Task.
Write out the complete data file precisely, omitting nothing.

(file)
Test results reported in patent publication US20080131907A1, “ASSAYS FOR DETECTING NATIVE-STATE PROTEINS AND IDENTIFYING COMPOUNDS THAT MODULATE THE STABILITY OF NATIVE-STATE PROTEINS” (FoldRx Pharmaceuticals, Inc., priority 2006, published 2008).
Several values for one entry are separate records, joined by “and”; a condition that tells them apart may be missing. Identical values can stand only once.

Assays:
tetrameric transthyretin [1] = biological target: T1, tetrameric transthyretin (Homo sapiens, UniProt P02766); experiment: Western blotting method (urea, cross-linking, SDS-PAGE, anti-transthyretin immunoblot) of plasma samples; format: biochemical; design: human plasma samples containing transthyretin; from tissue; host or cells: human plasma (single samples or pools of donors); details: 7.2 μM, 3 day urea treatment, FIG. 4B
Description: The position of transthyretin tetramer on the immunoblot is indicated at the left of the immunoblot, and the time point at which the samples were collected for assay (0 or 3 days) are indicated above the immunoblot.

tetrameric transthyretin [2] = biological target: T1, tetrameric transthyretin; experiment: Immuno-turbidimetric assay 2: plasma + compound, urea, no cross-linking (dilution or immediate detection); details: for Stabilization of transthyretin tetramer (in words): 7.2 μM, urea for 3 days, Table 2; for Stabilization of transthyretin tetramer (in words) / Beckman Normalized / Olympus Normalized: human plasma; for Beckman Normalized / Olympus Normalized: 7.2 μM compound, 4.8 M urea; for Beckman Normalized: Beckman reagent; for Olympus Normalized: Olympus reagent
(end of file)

Test results reported in patent publication US20080131907A1, “ASSAYS FOR DETECTING NATIVE-STATE PROTEINS AND IDENTIFYING COMPOUNDS THAT MODULATE THE STABILITY OF NATIVE-STATE PROTEINS” (FoldRx Pharmaceuticals, Inc., priority 2006, published 2008).
Several values for one entry are separate records, joined by “and”; a condition that tells them apart may be missing. Identical values can stand only once.

Assays:
tetrameric transthyretin [1] = biological target: T1, tetrameric transthyretin (Homo sapiens, UniProt P02766); experiment: Western blotting method (urea, cross-linking, SDS-PAGE, anti-transthyretin immunoblot) of plasma samples; format: biochemical; design: human plasma samples containing transthyretin; from tissue; host or cells: human plasma (single samples or pools of donors); details: 7.2 μM, 3 day urea treatment, FIG. 4B
Description: The position of transthyretin tetramer on the immunoblot is indicated at the left of the immunoblot, and the time point at which the samples were collected for assay (0 or 3 days) are indicated above the immunoblot.

tetrameric transthyretin [2] = biological target: T1, tetrameric transthyretin; experiment: Immuno-turbidimetric assay 2: plasma + compound, urea, no cross-linking (dilution or immediate detection); details: for Stabilization of transthyretin tetramer (in words): 7.2 μM, urea for 3 days, Table 2; for Stabilization of transthyretin tetramer (in words) / Beckman Normalized / Olympus Normalized: human plasma; for Beckman Normalized / Olympus Normalized: 7.2 μM compound, 4.8 M urea; for Beckman Normalized: Beckman reagent; for Olympus Normalized: Olympus reagent